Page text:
May 15, 2011

Walk into a team hotel at the Tour of California at dinnertime and the Garmin-Cervélo table is empty. While the other teams load their plates from buffet tables then gravitate to their assigned seats, to find the Garmin-Cervélo boys you have to go to the parking lot.

This year the team brought along the Clif Bar Food Mobile to prepare breakfast and dinner for the riders. Every morning and evening the team congregates in the team bus where they feast on meals prepared by the husband and wife culinary team of Barbara and Chris Grealish.

Barbara, who trained at Johnson and Wales University’s College of Culinary Arts in Denver, Colorado, says all the meals are gluten free. That means those traditional staples of the endurance athlete diet—bread and pasta—are not on the menu.

The advantage of a gluten-free diet is that it is anti-inflammatory, meaning the diet helps the body’s natural mending process.

And that’s very important to elite athletes like the Garmin-Cervélo riders who spend days building their fitness by tearing themselves down through racing and training and then adapting to those work loads with rest and nutrition.

Instead of pasta, rice is a common denominator in many meals. That and fresh fruit and vegetables. But just because it’s rice does not mean it’s boring.

“Everyone thinks that if it’s gluten-free it’s going to be like cardboard,” Barbara notes with a smile. “It’s not. Like tonight, we are having curry chicken.” A big believer in fresh spices bought from a spice store in her hometown of Boulder, Colorado, she says rice is a fabulous foundation for a colorful flavor palate of meats, fish and vegetables.

Barbara says while her formal culinary education gave her understanding of food’s nutritional value restaurant cooking can put more focus on taste than nutrition. After all, when you go out for a special dinner prepared by a highly-trained chef, you are not there to count calories, so pile on the beurre blanc!

Of the difference between preparing food for the Garmin-Cervélo team and what she might prepare in a restaurant she says, “This is a totally different angle of cooking. You are more committed not just to flavor and taste, but nutritional value.”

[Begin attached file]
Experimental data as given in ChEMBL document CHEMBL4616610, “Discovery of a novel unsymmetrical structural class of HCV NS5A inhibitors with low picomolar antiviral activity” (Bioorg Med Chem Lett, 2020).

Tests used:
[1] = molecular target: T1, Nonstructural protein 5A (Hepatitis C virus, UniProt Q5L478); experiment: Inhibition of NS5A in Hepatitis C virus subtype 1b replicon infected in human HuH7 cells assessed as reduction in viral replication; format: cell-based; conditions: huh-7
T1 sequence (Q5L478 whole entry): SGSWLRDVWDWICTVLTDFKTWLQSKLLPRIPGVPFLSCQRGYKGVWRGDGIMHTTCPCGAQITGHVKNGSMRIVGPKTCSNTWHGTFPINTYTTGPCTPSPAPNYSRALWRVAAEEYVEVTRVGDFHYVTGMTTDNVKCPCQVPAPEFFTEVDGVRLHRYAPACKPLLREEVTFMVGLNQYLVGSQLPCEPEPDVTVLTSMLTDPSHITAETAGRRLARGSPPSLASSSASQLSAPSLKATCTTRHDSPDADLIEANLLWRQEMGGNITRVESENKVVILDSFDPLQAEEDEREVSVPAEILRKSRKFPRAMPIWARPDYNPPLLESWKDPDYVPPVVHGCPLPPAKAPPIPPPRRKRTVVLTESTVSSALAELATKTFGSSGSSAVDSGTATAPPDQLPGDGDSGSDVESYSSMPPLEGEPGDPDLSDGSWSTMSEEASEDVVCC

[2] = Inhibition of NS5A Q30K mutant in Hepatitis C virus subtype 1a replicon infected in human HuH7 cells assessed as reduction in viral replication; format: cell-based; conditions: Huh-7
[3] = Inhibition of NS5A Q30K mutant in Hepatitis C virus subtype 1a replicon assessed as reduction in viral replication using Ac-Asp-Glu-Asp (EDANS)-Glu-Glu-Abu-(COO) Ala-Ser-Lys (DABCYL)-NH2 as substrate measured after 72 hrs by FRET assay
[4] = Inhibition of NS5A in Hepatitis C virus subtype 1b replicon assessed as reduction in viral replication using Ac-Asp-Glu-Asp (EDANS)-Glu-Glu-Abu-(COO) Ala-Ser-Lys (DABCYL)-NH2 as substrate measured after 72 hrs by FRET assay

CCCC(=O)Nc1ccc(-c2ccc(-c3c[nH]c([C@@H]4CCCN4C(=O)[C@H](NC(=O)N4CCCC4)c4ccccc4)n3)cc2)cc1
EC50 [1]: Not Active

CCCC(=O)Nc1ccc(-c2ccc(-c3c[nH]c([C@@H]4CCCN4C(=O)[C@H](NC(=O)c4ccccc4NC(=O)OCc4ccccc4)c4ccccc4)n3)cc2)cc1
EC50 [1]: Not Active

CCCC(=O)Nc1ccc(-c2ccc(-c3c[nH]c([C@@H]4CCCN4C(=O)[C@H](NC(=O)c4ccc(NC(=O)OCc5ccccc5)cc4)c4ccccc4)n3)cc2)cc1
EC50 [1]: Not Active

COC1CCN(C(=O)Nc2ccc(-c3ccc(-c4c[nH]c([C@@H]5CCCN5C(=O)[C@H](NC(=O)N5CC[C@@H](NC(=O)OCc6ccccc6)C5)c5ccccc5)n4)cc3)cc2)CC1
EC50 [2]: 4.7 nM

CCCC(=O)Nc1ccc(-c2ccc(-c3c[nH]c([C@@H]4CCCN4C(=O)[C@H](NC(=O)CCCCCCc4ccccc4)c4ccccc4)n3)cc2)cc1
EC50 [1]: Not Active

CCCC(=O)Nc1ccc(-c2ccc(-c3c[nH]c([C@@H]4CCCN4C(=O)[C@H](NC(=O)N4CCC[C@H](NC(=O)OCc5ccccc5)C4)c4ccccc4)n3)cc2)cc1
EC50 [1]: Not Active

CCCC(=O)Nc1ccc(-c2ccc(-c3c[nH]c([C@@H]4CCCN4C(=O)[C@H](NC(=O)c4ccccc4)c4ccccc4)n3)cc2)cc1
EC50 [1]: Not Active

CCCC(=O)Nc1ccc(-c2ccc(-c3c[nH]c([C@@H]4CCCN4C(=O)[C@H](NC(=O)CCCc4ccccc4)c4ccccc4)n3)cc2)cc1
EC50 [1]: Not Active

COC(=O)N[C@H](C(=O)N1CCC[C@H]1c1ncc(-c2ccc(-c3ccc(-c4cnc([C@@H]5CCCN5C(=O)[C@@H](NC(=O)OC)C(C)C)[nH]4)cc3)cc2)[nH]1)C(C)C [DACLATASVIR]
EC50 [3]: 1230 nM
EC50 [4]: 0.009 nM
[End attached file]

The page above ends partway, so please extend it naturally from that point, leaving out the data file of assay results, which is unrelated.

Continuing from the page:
While teams inside the race hotel might be eating rubber chicken and overcooked pasta, in the Garmin-Cervélo bus a typical evening meal might include rice and yams plus a meat dish or salmon. There is always a big green salad and a side salad of beets and oranges.

Along with beets, kale, spinach and broccoli are commonly found on the Garmin-Cervélo dinner table. The Grealishes point out that these foods, as well as pumpkin seeds and blueberries, are nitrate rich.

According to team sports scientist Robbie Ketchell, it’s a well documented finding that the nitrates in these fruits and vegetables can improve sports performance. Ketchell explains that Nitrates, “reduce oxygen demands on skeletal muscle performing a specific task. In laymen’s terms, they reduce the demand on muscle to produce energy.”

At breakfast on race days, the riders generally start with a big bowl of oatmeal then move on to a couple of eggs or an omelet. Some will top that off with a second bowl of dry cereal with rice milk. And of course, there is always coffee to get things rolling.

“In the morning I do a big pot of oatmeal,” Barbara explains. “Then I have and egg station and I do eggs to order.” Once the last egg order is done, “I get off and I start working on that night’s meal.”


As far as the rider’s tastes, “They are pretty easy,” Barbara says. Before the Tour of California she emails the riders to canvas their preferences and builds a menu from there. Dave Zabriskie is a vegan, and the couple says that preparing foods that fit his diet have encouraged them to explore new culinary territories. Because the foundation of the meals is already fresh fruits and vegetables, Barbara says the only thing she sometimes has to vary for DZ is the main course.

The couple cooks using a stove in the Clif Bar Food Mobile plus two propane-powered camp stove burners they set up outside. After each meal, they load all their dishes in a bike-mounted Burley trailer. Chris then pedals the load of soiled plates and pans to the hotel kitchen for cleaning.

More photos of the Clif Bar Food Mobile:
[flickr-gallery mode="tag" tags="2011, johnson, clif" tag_mode="all"]

In 2011 Mark Johnson is writing and photographing a book on Garmin-Cervélo to be published by VeloPress in early 2012. You can follow his travels with the team on Twitter @argylearmada